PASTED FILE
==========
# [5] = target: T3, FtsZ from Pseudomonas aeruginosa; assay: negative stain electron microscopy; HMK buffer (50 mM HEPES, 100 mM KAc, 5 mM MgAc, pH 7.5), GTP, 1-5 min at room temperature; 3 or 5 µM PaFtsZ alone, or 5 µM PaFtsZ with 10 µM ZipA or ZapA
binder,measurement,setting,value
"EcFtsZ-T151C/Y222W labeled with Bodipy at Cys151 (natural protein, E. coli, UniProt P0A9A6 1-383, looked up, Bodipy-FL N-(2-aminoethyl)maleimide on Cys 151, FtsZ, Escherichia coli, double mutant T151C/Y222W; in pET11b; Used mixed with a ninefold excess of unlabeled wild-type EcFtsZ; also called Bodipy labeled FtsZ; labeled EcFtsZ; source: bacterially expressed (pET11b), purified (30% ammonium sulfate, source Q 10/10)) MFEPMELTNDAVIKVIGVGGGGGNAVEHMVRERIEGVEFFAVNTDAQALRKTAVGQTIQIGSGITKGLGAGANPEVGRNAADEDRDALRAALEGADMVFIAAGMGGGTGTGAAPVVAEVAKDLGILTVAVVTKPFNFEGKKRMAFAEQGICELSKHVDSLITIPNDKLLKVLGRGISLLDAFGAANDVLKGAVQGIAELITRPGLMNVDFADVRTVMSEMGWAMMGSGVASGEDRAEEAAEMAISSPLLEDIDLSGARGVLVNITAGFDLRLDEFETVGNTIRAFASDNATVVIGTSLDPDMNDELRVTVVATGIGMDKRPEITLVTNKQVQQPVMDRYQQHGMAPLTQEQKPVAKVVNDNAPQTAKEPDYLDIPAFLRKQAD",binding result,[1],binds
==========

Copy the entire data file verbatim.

# [5] = target: T3, FtsZ from Pseudomonas aeruginosa; assay: negative stain electron microscopy; HMK buffer (50 mM HEPES, 100 mM KAc, 5 mM MgAc, pH 7.5), GTP, 1-5 min at room temperature; 3 or 5 µM PaFtsZ alone, or 5 µM PaFtsZ with 10 µM ZipA or ZapA
binder,measurement,setting,value
"EcFtsZ-T151C/Y222W labeled with Bodipy at Cys151 (natural protein, E. coli, UniProt P0A9A6 1-383, looked up, Bodipy-FL N-(2-aminoethyl)maleimide on Cys 151, FtsZ, Escherichia coli, double mutant T151C/Y222W; in pET11b; Used mixed with a ninefold excess of unlabeled wild-type EcFtsZ; also called Bodipy labeled FtsZ; labeled EcFtsZ; source: bacterially expressed (pET11b), purified (30% ammonium sulfate, source Q 10/10)) MFEPMELTNDAVIKVIGVGGGGGNAVEHMVRERIEGVEFFAVNTDAQALRKTAVGQTIQIGSGITKGLGAGANPEVGRNAADEDRDALRAALEGADMVFIAAGMGGGTGTGAAPVVAEVAKDLGILTVAVVTKPFNFEGKKRMAFAEQGICELSKHVDSLITIPNDKLLKVLGRGISLLDAFGAANDVLKGAVQGIAELITRPGLMNVDFADVRTVMSEMGWAMMGSGVASGEDRAEEAAEMAISSPLLEDIDLSGARGVLVNITAGFDLRLDEFETVGNTIRAFASDNATVVIGTSLDPDMNDELRVTVVATGIGMDKRPEITLVTNKQVQQPVMDRYQQHGMAPLTQEQKPVAKVVNDNAPQTAKEPDYLDIPAFLRKQAD",binding result,[1],binds